And that’s OK. Not everyone needs or wants eyewear of the highest quality, and many prefer for frames and sunglasses for function, not fashion. Plus, these are definitely much more affordable, even if not the most durable – many wearers would prefer to buy several replaceable pairs in a year and enjoy sporting various glasses, rather than splurging on one, and always putting on just that one.
For everyone else more conscious about design, innovation, quality, and celebrating age-old excellence in craftsmanship, Italy, Japan, and France are the most honored eyewear-making countries in the world. Boasting artisans who are precise in production, delicate in applying details, and meticulous in handling exceptional materials, these are the top hand-craft destinations for any independent designer who treasures extraordinary construction and finishes in their work. For example, France’s Les Lunetiers du Jura is a revered association in the eyewear business, protecting both the history of eyewear manufacturing as well as embracing responsible and sustainable processes to keep its standards one of the highest possible.
This is why designer Oliviero Zanon decided to base his RES/REI line in Italy’s Veneto region (incidentally, where many believe the first prescription eyeglasses to have been invented), adamant that every step in bringing his beautiful mostly-acetate frames takes place in his home country (“Handmade With Love In Italy” is its proud tagline). It’s also why designer Coco Tsuji spent two years researching in Japan before engaging her birthplace’s top artisans to craft her LOTHO collection, using the finest acetates available there. Tsuji produced some parts of her latest series, Transit, in France, to widen the possibilities of innovation and flair in her eyewear.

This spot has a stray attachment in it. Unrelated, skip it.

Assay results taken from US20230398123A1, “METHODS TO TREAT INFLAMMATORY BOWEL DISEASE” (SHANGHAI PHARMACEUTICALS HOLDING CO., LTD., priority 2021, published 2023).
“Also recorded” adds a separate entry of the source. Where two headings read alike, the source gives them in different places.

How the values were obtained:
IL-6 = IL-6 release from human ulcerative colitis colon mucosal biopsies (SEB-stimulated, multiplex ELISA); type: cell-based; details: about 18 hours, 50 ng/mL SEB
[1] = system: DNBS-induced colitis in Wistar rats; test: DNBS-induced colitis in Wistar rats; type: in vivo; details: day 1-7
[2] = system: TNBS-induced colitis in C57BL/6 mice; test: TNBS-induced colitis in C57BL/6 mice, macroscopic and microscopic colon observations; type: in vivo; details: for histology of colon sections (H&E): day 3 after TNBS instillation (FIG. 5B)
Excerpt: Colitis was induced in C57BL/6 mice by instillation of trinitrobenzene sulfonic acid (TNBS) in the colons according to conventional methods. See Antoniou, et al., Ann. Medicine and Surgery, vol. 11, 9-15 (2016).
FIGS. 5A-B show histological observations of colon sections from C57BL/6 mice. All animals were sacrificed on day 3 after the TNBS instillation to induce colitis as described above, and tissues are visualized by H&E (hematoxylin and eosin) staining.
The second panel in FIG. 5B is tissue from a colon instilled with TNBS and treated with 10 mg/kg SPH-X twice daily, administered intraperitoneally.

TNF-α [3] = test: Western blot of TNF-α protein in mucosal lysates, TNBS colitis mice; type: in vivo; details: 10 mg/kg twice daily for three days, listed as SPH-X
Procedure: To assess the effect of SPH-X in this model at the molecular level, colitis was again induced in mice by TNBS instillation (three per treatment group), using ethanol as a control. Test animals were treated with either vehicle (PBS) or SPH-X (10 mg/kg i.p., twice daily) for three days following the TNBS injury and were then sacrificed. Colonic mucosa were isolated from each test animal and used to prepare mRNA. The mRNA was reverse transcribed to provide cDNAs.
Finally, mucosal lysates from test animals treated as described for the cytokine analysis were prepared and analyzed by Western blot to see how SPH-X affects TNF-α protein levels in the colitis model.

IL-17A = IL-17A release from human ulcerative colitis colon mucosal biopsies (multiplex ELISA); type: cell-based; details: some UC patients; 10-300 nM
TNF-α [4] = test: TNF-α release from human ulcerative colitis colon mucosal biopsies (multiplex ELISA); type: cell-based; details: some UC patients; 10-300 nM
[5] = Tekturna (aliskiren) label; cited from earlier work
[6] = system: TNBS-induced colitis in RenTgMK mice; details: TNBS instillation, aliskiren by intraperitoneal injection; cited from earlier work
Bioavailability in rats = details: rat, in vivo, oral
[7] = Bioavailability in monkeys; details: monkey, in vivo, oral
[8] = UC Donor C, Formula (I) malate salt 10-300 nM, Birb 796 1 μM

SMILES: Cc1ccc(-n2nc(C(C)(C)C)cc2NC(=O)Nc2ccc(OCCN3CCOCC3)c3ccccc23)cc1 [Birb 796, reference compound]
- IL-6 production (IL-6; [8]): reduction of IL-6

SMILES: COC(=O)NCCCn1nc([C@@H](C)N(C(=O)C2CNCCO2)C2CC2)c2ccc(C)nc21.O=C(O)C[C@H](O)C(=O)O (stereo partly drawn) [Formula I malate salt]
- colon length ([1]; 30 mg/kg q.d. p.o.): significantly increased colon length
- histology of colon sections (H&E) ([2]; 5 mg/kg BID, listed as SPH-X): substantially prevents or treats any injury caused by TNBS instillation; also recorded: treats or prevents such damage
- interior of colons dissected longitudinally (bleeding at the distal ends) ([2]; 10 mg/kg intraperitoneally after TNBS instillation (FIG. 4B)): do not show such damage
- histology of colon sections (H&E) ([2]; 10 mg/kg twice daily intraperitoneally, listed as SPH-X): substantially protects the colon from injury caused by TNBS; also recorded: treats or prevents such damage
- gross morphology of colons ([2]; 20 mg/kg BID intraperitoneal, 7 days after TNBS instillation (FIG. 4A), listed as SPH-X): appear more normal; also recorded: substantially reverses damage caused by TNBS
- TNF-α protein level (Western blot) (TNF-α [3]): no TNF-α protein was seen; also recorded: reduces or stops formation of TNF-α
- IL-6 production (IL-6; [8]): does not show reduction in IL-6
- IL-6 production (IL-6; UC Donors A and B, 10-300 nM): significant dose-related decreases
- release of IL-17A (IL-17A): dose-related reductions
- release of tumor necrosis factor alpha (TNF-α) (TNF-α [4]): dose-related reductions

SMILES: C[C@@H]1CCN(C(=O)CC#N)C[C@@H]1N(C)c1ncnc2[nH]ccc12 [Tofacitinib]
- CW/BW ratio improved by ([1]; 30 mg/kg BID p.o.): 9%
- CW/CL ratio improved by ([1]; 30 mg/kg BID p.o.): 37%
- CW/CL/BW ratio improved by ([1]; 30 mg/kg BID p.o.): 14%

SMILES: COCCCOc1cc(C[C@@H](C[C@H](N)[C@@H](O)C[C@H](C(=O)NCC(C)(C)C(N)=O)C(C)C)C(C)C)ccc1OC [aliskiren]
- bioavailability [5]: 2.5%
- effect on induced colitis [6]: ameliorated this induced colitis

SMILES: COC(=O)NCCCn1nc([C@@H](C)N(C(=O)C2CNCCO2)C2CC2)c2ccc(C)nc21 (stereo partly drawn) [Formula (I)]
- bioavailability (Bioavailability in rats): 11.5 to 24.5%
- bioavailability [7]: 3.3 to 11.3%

And the difference is, well, visible for the stunning array of colors these designers have been able to dream up and incorporate into their eyewear, not to mention fittings so perfect you hardly even know there are glasses on your face.
Well, not until you just can’t stop receiving compliments from everyone else.
Yesterday, we talked about how the very first sunglass sighting was a piece of bone with a slit carved lengthwise through it, cobbled up by an Arctic Eskimo tired of glaring sun rays bouncing up from the snow on a bright day. That was more than two thousand years ago, and we didn’t go from a shapeless clunker on our faces (Lady Gaga might disagree!) to sleek chic from great shade collections such as Mykita, Dita, and Thom Browne.